- Where does most shrimp come from?
- Is shrimp nutritious?
- Is shrimp alkaline or acidic?
- Is shrimp gluten free?
- Is shrimp a common food allergen?
- Is shrimp low fodmap?
- Is shrimp high in mercury?
- Carbon footprint of shrimp?
- Is shrimp sustainable?
- Is shrimp vegan?
- Is shrimp a fish?
- Does shrimp have human rights issues?
What are shrimp side effects and benefits? Is shrimp vegan? Gluten free? Acidic or alkaline? Is shrimp low fodmap? Good for you? Healthy? A food allergen? Is shrimp a fish? Sustainable? Here are shrimp pros and cons: all the info on shrimp that every ethical consumer wants to know…
Food is something we consume every day and if you’re like me, you do all the research you can to make sure you don’t hurt yourself, the planet, animals or others when shopping. As an ethical consumer myself, I am giving you all the info I’ve found on shrimp benefits and side effects.
You are going to learn all about shrimp benefits and side effects. This will include shrimp benefits for your health and potential risks, shrimp water footprint and shrimp carbon footprint, shrimp sustainability, if shrimp are vegan or impact animals in other ways, and much more.
After learning if shrimp are good or bad for you, the environment, animals and human rights, you will be able to make the best choices you can the next time you buy food.
This post is all about shrimp benefits and side effects that every ethical consumer should know.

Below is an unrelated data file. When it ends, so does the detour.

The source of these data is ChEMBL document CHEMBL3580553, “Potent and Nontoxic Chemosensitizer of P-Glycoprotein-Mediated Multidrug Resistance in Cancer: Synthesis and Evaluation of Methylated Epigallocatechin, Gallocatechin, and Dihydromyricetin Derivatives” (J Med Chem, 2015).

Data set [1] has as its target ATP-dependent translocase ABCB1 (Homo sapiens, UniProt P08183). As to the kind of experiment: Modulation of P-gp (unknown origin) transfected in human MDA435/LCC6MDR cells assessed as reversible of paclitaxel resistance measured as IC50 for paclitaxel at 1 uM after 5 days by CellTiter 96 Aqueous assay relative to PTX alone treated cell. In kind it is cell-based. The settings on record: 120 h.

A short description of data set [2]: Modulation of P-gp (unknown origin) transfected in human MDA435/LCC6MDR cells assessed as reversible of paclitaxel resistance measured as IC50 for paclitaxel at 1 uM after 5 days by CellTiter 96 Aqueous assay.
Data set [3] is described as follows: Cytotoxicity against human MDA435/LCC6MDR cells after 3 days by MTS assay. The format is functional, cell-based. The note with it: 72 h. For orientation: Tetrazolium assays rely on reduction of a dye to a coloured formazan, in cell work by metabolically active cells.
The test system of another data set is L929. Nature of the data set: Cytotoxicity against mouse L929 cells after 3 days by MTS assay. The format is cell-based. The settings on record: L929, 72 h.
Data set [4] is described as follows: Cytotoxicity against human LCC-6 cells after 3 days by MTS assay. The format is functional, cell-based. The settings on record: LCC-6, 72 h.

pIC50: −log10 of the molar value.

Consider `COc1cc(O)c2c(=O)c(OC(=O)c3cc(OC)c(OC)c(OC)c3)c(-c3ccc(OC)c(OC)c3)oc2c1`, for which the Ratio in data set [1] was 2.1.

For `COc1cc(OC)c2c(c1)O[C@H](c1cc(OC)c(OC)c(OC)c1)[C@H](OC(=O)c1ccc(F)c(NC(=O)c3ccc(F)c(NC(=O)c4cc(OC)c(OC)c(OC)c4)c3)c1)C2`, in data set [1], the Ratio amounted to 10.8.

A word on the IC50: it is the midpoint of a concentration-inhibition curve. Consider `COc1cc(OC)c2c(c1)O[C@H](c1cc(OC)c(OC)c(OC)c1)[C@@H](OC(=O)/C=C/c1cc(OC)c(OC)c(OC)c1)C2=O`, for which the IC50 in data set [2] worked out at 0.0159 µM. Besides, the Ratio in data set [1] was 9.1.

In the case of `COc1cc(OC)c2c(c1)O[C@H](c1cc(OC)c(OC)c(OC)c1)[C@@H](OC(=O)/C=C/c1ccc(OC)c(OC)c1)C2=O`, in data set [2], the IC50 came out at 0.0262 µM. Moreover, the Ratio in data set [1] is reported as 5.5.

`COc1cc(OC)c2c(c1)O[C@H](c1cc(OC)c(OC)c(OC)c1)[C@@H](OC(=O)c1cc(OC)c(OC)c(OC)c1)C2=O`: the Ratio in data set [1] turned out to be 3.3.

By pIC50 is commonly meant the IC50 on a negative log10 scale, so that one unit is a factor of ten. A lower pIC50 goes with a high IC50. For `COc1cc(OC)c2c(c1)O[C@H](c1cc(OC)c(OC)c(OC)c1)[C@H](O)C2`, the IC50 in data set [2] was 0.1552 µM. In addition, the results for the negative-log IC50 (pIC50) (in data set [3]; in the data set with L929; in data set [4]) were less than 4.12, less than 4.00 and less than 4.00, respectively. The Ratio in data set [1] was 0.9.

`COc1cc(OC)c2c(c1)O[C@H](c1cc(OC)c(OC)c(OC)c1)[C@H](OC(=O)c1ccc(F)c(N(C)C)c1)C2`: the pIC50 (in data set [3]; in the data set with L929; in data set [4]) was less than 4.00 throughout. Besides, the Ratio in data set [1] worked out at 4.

Shrimp Benefits And Side Effects
Energy: shrimp is bad for / increases the risk of memory loss from PBCs, sickness from bacterial contamination, seafood is the number one cause of food poisoning in the United States, which leads to many side effects and causes extreme discomfort, high levels of mercury can lead to depression and anxiety
Longevity: shrimp is bad for / increases the risk of antibiotic resistance, toxic chemicals known to cause cancer and brain degeneration, toxic contaminants and heavy metals from polluted water habitats, PBCs may cause liver damage, nervous system disorders, and fetal damage, dioxins, also linked to cancer and death, radioactive substances like strontium 90 and other dangerous contaminants like cadmium, mercury poisoning, lead, chromium, and arsenic, which can cause health problems such as kidney damage, impaired mental development and cancer, high levels of mercury can lead to Alzheimer’s, Parkinson’s, autism, mercury exposure can also lead to high blood pressure, an increased risk of heart attacks and higher LDL (bad) cholesterol
Appearance: shrimp is good for / helps hair growth, hair health
- Acidic pH level once digested
- Gluten Free
- A common Food Allergen: CRUSTACEAN SHELLFISH
- Contain low levels of mercury
- The Complete Cookbook with Easy and Tasty Recipes for Vegan and Seafood Lovers.
- Learn How to Eat and Live in a Healthy and Sustainable Way.
- With Colored Quality Pictures!
Water footprint: unknown
Carbon footprint: high, 7.05 kg CO2e to produce 1 kilogram or 2.2 pounds of farmed, frozen shrimp, a car driving equivalent of 16.25 miles or 26 kilometers
Destruction: high, shrimp production is relatively destructive, negative impact on marine ecosystems, discarded fishing nets pollute oceans, fishing damages coral, sponges and poses severe threat to marine habitats
Kills: shrimp, a decapod crustacean, must be killed in order to produce shrimp
Harms: shrimp, a decapod crustacean, must be used in order to produce shrimp, farmed fish spend their entire lives (up to two years) confined in tightly packed spaces, most farmed fish are predators and eat smaller fish, billions of wild fish must be caught in order to feed them, it can take several pounds of ocean fish to produce just one pound of farmed fish
Indirectly kills or harms: sea-life, such as dolphins, sea turtles, protected fish, whales, seabirds etc. known as “bycatch”, unwanted marine life that unintentionally get caught, hooked and entangled in fishing nets
- Not Vegan